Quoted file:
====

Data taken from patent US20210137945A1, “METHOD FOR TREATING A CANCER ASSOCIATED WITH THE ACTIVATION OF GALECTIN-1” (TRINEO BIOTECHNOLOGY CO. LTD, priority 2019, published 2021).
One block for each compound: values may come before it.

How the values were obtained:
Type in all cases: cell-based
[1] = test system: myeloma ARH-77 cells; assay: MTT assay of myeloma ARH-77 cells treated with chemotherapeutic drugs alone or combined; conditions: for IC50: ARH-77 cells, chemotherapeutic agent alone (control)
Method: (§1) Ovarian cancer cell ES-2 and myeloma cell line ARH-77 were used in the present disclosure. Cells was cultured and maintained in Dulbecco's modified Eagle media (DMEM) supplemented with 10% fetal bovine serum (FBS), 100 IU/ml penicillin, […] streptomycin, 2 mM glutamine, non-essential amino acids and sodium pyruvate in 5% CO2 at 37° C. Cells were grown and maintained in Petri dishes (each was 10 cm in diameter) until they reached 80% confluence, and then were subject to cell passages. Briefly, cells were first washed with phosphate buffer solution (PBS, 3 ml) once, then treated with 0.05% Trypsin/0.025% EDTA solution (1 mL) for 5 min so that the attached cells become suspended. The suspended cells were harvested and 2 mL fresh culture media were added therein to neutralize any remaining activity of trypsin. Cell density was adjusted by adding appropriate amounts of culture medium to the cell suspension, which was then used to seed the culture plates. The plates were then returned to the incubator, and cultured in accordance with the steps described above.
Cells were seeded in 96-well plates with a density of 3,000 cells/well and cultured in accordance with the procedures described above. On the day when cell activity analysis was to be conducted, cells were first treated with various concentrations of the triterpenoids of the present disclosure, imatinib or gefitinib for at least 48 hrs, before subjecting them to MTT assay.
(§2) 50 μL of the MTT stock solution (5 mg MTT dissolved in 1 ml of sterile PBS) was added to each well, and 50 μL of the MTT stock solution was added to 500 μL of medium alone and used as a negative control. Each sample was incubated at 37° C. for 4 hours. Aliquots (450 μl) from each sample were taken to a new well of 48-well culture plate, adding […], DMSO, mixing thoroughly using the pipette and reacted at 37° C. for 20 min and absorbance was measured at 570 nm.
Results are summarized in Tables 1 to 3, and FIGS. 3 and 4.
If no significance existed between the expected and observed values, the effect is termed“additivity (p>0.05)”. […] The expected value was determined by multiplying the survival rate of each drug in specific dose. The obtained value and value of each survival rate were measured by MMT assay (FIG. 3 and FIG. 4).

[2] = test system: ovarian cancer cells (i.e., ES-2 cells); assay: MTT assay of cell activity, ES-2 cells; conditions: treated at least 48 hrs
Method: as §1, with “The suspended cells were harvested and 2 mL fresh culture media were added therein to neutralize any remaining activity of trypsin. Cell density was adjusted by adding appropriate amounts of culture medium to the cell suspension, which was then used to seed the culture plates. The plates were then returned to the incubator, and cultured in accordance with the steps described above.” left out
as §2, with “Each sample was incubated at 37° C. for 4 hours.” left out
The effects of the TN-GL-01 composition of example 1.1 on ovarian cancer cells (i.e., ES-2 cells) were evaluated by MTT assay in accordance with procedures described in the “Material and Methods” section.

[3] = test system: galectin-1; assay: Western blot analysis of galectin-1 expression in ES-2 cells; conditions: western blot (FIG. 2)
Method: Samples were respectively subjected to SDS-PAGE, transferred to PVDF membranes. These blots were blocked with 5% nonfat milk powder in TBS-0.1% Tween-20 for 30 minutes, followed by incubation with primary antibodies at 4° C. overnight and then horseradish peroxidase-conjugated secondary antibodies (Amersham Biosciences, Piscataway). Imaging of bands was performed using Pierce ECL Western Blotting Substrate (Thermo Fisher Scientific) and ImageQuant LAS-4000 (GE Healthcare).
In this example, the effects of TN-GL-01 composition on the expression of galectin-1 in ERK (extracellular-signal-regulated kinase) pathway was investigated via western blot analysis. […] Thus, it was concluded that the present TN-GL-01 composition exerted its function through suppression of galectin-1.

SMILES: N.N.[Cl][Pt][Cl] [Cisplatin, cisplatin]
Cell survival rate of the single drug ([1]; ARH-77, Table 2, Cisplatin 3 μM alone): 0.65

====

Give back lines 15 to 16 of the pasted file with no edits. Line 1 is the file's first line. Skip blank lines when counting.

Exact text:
[3] = test system: galectin-1; assay: Western blot analysis of galectin-1 expression in ES-2 cells; conditions: western blot (FIG. 2)
Method: Samples were respectively subjected to SDS-PAGE, transferred to PVDF membranes. These blots were blocked with 5% nonfat milk powder in TBS-0.1% Tween-20 for 30 minutes, followed by incubation with primary antibodies at 4° C. overnight and then horseradish peroxidase-conjugated secondary antibodies (Amersham Biosciences, Piscataway). Imaging of bands was performed using Pierce ECL Western Blotting Substrate (Thermo Fisher Scientific) and ImageQuant LAS-4000 (GE Healthcare).